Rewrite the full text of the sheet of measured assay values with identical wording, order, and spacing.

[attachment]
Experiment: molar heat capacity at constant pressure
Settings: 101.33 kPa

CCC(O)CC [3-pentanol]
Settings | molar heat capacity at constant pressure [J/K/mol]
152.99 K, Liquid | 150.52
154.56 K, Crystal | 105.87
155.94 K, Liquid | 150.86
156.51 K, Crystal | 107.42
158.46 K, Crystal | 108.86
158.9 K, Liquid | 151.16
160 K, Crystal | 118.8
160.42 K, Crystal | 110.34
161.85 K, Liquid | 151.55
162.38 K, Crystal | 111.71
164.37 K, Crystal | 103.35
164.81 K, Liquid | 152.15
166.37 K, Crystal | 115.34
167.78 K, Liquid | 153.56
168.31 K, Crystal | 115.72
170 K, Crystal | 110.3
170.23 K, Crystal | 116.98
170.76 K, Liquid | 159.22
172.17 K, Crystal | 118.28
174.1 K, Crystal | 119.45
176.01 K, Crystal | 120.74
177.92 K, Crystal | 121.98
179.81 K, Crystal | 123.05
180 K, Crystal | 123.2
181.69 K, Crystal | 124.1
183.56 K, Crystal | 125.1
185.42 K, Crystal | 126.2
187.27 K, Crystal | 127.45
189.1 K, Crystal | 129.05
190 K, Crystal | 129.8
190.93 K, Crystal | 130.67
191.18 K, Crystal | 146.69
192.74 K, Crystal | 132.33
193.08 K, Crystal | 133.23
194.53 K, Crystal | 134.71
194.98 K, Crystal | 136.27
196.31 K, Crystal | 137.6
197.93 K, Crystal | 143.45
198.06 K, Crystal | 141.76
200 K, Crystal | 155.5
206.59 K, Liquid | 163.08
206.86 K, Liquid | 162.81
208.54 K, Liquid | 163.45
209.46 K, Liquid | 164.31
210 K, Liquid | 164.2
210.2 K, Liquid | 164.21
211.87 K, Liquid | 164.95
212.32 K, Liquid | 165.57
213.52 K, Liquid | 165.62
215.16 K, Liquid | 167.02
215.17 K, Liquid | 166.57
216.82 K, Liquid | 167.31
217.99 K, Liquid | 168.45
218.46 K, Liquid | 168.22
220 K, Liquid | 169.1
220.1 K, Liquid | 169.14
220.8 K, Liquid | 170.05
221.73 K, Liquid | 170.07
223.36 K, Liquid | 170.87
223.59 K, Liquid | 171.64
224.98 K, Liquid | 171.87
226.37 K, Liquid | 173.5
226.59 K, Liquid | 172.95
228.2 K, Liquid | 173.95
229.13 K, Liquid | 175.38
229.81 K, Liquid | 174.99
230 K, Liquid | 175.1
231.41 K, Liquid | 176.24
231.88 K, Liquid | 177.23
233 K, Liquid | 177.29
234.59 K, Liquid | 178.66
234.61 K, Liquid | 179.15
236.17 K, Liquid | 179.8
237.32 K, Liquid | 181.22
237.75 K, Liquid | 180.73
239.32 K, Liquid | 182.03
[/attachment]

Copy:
Experiment: molar heat capacity at constant pressure
Settings: 101.33 kPa

CCC(O)CC [3-pentanol]
Settings | molar heat capacity at constant pressure [J/K/mol]
152.99 K, Liquid | 150.52
154.56 K, Crystal | 105.87
155.94 K, Liquid | 150.86
156.51 K, Crystal | 107.42
158.46 K, Crystal | 108.86
158.9 K, Liquid | 151.16
160 K, Crystal | 118.8
160.42 K, Crystal | 110.34
161.85 K, Liquid | 151.55
162.38 K, Crystal | 111.71
164.37 K, Crystal | 103.35
164.81 K, Liquid | 152.15
166.37 K, Crystal | 115.34
167.78 K, Liquid | 153.56
168.31 K, Crystal | 115.72
170 K, Crystal | 110.3
170.23 K, Crystal | 116.98
170.76 K, Liquid | 159.22
172.17 K, Crystal | 118.28
174.1 K, Crystal | 119.45
176.01 K, Crystal | 120.74
177.92 K, Crystal | 121.98
179.81 K, Crystal | 123.05
180 K, Crystal | 123.2
181.69 K, Crystal | 124.1
183.56 K, Crystal | 125.1
185.42 K, Crystal | 126.2
187.27 K, Crystal | 127.45
189.1 K, Crystal | 129.05
190 K, Crystal | 129.8
190.93 K, Crystal | 130.67
191.18 K, Crystal | 146.69
192.74 K, Crystal | 132.33
193.08 K, Crystal | 133.23
194.53 K, Crystal | 134.71
194.98 K, Crystal | 136.27
196.31 K, Crystal | 137.6
197.93 K, Crystal | 143.45
198.06 K, Crystal | 141.76
200 K, Crystal | 155.5
206.59 K, Liquid | 163.08
206.86 K, Liquid | 162.81
208.54 K, Liquid | 163.45
209.46 K, Liquid | 164.31
210 K, Liquid | 164.2
210.2 K, Liquid | 164.21
211.87 K, Liquid | 164.95
212.32 K, Liquid | 165.57
213.52 K, Liquid | 165.62
215.16 K, Liquid | 167.02
215.17 K, Liquid | 166.57
216.82 K, Liquid | 167.31
217.99 K, Liquid | 168.45
218.46 K, Liquid | 168.22
220 K, Liquid | 169.1
220.1 K, Liquid | 169.14
220.8 K, Liquid | 170.05
221.73 K, Liquid | 170.07
223.36 K, Liquid | 170.87
223.59 K, Liquid | 171.64
224.98 K, Liquid | 171.87
226.37 K, Liquid | 173.5
226.59 K, Liquid | 172.95
228.2 K, Liquid | 173.95
229.13 K, Liquid | 175.38
229.81 K, Liquid | 174.99
230 K, Liquid | 175.1
231.41 K, Liquid | 176.24
231.88 K, Liquid | 177.23
233 K, Liquid | 177.29
234.59 K, Liquid | 178.66
234.61 K, Liquid | 179.15
236.17 K, Liquid | 179.8
237.32 K, Liquid | 181.22
237.75 K, Liquid | 180.73
239.32 K, Liquid | 182.03